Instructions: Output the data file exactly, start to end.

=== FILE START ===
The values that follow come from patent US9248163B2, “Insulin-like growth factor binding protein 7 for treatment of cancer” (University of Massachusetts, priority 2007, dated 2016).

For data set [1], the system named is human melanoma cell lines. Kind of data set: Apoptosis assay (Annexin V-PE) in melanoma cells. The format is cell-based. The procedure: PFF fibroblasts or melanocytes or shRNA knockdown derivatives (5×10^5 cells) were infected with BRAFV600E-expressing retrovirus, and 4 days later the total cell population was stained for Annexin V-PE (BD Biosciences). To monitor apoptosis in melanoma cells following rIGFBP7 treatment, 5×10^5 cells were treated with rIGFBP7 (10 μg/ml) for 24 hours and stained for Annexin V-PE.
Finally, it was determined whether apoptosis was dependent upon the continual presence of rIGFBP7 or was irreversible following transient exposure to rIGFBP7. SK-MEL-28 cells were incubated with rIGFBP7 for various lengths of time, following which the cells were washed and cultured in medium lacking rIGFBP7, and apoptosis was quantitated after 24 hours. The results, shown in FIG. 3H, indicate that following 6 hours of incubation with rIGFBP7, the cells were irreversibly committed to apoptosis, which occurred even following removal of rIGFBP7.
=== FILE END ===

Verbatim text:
The values that follow come from patent US9248163B2, “Insulin-like growth factor binding protein 7 for treatment of cancer” (University of Massachusetts, priority 2007, dated 2016).

For data set [1], the system named is human melanoma cell lines. Kind of data set: Apoptosis assay (Annexin V-PE) in melanoma cells. The format is cell-based. The procedure: PFF fibroblasts or melanocytes or shRNA knockdown derivatives (5×10^5 cells) were infected with BRAFV600E-expressing retrovirus, and 4 days later the total cell population was stained for Annexin V-PE (BD Biosciences). To monitor apoptosis in melanoma cells following rIGFBP7 treatment, 5×10^5 cells were treated with rIGFBP7 (10 μg/ml) for 24 hours and stained for Annexin V-PE.
Finally, it was determined whether apoptosis was dependent upon the continual presence of rIGFBP7 or was irreversible following transient exposure to rIGFBP7. SK-MEL-28 cells were incubated with rIGFBP7 for various lengths of time, following which the cells were washed and cultured in medium lacking rIGFBP7, and apoptosis was quantitated after 24 hours. The results, shown in FIG. 3H, indicate that following 6 hours of incubation with rIGFBP7, the cells were irreversibly committed to apoptosis, which occurred even following removal of rIGFBP7.